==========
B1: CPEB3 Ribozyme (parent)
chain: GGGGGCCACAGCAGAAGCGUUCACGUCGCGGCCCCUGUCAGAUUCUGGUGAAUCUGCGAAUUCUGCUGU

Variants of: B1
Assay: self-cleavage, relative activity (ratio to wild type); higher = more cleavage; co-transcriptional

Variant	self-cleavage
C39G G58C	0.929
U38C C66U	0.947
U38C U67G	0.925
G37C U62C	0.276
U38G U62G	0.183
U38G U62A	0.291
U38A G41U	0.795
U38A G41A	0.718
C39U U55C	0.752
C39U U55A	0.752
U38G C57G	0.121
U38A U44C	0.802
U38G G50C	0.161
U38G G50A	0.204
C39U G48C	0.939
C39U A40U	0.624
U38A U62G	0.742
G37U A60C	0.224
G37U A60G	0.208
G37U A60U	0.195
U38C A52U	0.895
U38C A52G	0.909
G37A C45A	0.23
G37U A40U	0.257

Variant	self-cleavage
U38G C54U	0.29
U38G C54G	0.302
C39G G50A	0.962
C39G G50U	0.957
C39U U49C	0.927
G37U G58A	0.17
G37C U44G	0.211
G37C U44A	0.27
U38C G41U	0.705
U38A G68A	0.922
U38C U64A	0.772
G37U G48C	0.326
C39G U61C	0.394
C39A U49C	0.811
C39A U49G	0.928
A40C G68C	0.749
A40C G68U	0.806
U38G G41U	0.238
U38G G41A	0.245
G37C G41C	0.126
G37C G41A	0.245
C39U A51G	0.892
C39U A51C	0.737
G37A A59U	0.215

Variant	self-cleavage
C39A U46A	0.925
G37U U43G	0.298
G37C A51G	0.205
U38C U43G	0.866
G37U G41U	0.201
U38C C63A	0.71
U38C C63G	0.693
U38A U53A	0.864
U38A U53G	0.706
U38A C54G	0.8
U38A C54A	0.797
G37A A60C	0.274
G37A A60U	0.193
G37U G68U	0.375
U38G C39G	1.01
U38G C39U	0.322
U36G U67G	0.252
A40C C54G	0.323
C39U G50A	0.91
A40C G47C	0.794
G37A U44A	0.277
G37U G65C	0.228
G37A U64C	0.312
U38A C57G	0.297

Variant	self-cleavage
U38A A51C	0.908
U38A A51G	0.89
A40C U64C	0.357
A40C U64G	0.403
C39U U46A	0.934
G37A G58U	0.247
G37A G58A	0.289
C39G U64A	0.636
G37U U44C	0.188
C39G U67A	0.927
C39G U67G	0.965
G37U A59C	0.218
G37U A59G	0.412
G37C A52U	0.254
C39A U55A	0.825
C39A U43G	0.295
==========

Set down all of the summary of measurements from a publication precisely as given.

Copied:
B1: CPEB3 Ribozyme (parent)
chain: GGGGGCCACAGCAGAAGCGUUCACGUCGCGGCCCCUGUCAGAUUCUGGUGAAUCUGCGAAUUCUGCUGU

Variants of: B1
Assay: self-cleavage, relative activity (ratio to wild type); higher = more cleavage; co-transcriptional

Variant	self-cleavage
C39G G58C	0.929
U38C C66U	0.947
U38C U67G	0.925
G37C U62C	0.276
U38G U62G	0.183
U38G U62A	0.291
U38A G41U	0.795
U38A G41A	0.718
C39U U55C	0.752
C39U U55A	0.752
U38G C57G	0.121
U38A U44C	0.802
U38G G50C	0.161
U38G G50A	0.204
C39U G48C	0.939
C39U A40U	0.624
U38A U62G	0.742
G37U A60C	0.224
G37U A60G	0.208
G37U A60U	0.195
U38C A52U	0.895
U38C A52G	0.909
G37A C45A	0.23
G37U A40U	0.257

Variant	self-cleavage
U38G C54U	0.29
U38G C54G	0.302
C39G G50A	0.962
C39G G50U	0.957
C39U U49C	0.927
G37U G58A	0.17
G37C U44G	0.211
G37C U44A	0.27
U38C G41U	0.705
U38A G68A	0.922
U38C U64A	0.772
G37U G48C	0.326
C39G U61C	0.394
C39A U49C	0.811
C39A U49G	0.928
A40C G68C	0.749
A40C G68U	0.806
U38G G41U	0.238
U38G G41A	0.245
G37C G41C	0.126
G37C G41A	0.245
C39U A51G	0.892
C39U A51C	0.737
G37A A59U	0.215

Variant	self-cleavage
C39A U46A	0.925
G37U U43G	0.298
G37C A51G	0.205
U38C U43G	0.866
G37U G41U	0.201
U38C C63A	0.71
U38C C63G	0.693
U38A U53A	0.864
U38A U53G	0.706
U38A C54G	0.8
U38A C54A	0.797
G37A A60C	0.274
G37A A60U	0.193
G37U G68U	0.375
U38G C39G	1.01
U38G C39U	0.322
U36G U67G	0.252
A40C C54G	0.323
C39U G50A	0.91
A40C G47C	0.794
G37A U44A	0.277
G37U G65C	0.228
G37A U64C	0.312
U38A C57G	0.297

Variant	self-cleavage
U38A A51C	0.908
U38A A51G	0.89
A40C U64C	0.357
A40C U64G	0.403
C39U U46A	0.934
G37A G58U	0.247
G37A G58A	0.289
C39G U64A	0.636
G37U U44C	0.188
C39G U67A	0.927
C39G U67G	0.965
G37U A59C	0.218
G37U A59G	0.412
G37C A52U	0.254
C39A U55A	0.825
C39A U43G	0.295